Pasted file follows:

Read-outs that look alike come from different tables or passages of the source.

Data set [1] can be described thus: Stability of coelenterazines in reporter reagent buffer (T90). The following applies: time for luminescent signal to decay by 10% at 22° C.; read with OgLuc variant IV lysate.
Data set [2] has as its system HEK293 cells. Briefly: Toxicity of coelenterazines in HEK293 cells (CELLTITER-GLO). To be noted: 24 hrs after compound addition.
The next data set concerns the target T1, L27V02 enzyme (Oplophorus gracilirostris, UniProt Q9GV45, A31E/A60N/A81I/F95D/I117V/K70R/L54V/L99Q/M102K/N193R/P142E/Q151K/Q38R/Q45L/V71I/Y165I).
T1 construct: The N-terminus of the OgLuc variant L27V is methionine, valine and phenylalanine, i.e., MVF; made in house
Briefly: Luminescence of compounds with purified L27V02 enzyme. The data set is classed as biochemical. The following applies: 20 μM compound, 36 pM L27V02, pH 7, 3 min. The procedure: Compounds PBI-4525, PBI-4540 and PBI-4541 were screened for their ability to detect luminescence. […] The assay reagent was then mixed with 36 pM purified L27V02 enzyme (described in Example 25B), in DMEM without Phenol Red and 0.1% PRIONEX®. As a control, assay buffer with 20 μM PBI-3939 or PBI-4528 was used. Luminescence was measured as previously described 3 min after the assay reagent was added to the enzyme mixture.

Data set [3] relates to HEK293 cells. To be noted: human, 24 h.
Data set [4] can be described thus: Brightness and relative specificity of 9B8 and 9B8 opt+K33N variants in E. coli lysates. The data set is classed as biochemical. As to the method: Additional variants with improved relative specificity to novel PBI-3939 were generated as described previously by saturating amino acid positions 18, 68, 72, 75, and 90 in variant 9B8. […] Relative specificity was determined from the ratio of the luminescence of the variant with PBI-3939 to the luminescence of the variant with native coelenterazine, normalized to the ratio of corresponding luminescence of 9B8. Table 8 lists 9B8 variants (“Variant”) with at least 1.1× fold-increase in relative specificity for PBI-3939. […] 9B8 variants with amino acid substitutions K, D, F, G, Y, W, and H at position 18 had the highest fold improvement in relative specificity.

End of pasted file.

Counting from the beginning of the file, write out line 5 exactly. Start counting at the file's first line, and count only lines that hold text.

T1 construct: The N-terminus of the OgLuc variant L27V is methionine, valine and phenylalanine, i.e., MVF; made in house